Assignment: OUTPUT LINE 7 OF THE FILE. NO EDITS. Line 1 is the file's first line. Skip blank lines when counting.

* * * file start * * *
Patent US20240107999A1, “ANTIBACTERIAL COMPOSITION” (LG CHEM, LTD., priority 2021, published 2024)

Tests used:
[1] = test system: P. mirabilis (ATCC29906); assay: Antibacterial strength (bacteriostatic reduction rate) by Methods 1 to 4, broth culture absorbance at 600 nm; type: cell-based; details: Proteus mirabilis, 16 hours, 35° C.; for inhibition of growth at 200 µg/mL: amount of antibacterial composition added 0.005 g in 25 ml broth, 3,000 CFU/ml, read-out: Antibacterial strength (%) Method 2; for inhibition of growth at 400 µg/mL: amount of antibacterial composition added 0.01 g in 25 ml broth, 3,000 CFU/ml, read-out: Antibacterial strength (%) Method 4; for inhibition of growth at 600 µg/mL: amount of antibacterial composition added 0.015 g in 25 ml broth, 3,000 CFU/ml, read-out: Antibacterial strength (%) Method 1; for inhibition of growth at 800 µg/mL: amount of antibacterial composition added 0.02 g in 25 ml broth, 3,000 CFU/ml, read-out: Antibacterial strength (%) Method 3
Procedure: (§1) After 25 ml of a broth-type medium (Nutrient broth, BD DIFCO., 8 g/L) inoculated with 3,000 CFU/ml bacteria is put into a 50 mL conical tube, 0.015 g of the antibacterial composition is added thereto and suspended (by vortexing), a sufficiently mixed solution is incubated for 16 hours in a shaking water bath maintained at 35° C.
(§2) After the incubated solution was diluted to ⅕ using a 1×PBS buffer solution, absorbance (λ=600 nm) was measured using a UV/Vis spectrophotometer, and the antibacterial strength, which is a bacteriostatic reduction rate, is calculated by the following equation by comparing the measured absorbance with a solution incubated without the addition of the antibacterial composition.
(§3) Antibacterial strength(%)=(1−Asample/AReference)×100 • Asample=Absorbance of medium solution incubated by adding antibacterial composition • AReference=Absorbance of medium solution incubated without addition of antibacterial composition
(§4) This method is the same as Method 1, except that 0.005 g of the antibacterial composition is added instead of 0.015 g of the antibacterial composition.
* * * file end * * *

(§4) This method is the same as Method 1, except that 0.005 g of the antibacterial composition is added instead of 0.015 g of the antibacterial composition.